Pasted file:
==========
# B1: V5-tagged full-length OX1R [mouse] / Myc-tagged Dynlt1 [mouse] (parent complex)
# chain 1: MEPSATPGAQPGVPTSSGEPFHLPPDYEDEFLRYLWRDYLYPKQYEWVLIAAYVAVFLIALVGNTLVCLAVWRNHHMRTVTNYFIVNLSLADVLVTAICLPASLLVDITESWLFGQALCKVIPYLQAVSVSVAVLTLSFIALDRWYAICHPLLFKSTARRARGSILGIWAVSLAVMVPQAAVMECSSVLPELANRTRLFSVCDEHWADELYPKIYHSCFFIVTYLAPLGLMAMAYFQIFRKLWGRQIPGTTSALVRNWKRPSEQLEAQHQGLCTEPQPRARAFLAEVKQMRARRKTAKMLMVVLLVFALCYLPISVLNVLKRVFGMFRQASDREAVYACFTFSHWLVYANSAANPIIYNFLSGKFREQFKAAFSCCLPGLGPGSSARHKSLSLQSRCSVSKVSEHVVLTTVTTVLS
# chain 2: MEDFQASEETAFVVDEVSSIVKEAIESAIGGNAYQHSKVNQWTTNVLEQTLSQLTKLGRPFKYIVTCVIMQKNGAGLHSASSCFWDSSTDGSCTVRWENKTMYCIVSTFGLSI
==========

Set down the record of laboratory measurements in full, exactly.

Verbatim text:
# B1: V5-tagged full-length OX1R [mouse] / Myc-tagged Dynlt1 [mouse] (parent complex)
# chain 1: MEPSATPGAQPGVPTSSGEPFHLPPDYEDEFLRYLWRDYLYPKQYEWVLIAAYVAVFLIALVGNTLVCLAVWRNHHMRTVTNYFIVNLSLADVLVTAICLPASLLVDITESWLFGQALCKVIPYLQAVSVSVAVLTLSFIALDRWYAICHPLLFKSTARRARGSILGIWAVSLAVMVPQAAVMECSSVLPELANRTRLFSVCDEHWADELYPKIYHSCFFIVTYLAPLGLMAMAYFQIFRKLWGRQIPGTTSALVRNWKRPSEQLEAQHQGLCTEPQPRARAFLAEVKQMRARRKTAKMLMVVLLVFALCYLPISVLNVLKRVFGMFRQASDREAVYACFTFSHWLVYANSAANPIIYNFLSGKFREQFKAAFSCCLPGLGPGSSARHKSLSLQSRCSVSKVSEHVVLTTVTTVLS
# chain 2: MEDFQASEETAFVVDEVSSIVKEAIESAIGGNAYQHSKVNQWTTNVLEQTLSQLTKLGRPFKYIVTCVIMQKNGAGLHSASSCFWDSSTDGSCTVRWENKTMYCIVSTFGLSI